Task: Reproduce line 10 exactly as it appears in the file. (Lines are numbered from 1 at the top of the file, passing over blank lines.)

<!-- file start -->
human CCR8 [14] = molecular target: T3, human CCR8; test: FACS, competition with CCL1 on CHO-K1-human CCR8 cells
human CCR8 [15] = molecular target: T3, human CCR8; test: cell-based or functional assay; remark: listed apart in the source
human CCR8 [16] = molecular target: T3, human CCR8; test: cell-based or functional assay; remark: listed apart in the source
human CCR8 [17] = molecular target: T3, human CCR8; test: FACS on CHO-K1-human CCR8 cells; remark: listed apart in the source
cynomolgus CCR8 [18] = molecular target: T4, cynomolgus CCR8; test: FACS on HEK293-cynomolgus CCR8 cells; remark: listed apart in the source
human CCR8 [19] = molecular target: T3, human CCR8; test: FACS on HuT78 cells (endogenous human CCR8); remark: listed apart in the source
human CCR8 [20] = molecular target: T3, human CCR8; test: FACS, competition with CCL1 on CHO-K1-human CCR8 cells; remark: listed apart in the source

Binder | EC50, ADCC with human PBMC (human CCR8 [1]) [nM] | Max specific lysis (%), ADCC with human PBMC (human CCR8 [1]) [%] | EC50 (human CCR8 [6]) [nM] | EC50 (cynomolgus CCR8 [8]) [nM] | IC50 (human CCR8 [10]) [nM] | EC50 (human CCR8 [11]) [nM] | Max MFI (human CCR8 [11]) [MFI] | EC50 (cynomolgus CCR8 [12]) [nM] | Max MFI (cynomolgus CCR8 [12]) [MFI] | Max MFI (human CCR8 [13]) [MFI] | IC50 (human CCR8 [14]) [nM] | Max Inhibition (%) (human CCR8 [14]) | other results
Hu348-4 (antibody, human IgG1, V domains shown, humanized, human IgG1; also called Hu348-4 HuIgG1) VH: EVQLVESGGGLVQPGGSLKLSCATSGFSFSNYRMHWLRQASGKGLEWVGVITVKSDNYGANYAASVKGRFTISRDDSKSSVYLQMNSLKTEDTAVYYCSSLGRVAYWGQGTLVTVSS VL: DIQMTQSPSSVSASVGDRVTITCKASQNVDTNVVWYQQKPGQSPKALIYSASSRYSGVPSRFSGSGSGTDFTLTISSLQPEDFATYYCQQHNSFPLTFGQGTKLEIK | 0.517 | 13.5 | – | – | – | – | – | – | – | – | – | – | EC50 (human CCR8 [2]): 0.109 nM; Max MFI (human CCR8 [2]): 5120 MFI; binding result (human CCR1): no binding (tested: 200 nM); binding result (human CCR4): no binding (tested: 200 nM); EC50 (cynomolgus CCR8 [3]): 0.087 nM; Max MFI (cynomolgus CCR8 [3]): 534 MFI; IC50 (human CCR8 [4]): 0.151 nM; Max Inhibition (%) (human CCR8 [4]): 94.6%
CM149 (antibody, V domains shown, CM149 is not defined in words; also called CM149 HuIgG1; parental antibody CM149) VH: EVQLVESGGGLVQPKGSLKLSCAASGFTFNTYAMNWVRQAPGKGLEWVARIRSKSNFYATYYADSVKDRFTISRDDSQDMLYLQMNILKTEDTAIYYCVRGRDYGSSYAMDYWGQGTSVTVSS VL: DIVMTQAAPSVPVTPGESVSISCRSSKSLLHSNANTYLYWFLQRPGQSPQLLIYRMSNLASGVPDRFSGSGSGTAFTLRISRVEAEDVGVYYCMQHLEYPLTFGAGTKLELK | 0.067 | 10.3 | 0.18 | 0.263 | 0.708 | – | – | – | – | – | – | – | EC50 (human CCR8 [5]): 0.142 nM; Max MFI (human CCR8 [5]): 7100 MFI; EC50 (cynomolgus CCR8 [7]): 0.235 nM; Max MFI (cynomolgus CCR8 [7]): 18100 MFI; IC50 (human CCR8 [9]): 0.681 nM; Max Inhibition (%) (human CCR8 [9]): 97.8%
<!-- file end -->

CM149 (antibody, V domains shown, CM149 is not defined in words; also called CM149 HuIgG1; parental antibody CM149) VH: EVQLVESGGGLVQPKGSLKLSCAASGFTFNTYAMNWVRQAPGKGLEWVARIRSKSNFYATYYADSVKDRFTISRDDSQDMLYLQMNILKTEDTAIYYCVRGRDYGSSYAMDYWGQGTSVTVSS VL: DIVMTQAAPSVPVTPGESVSISCRSSKSLLHSNANTYLYWFLQRPGQSPQLLIYRMSNLASGVPDRFSGSGSGTAFTLRISRVEAEDVGVYYCMQHLEYPLTFGAGTKLELK | 0.067 | 10.3 | 0.18 | 0.263 | 0.708 | – | – | – | – | – | – | – | EC50 (human CCR8 [5]): 0.142 nM; Max MFI (human CCR8 [5]): 7100 MFI; EC50 (cynomolgus CCR8 [7]): 0.235 nM; Max MFI (cynomolgus CCR8 [7]): 18100 MFI; IC50 (human CCR8 [9]): 0.681 nM; Max Inhibition (%) (human CCR8 [9]): 97.8%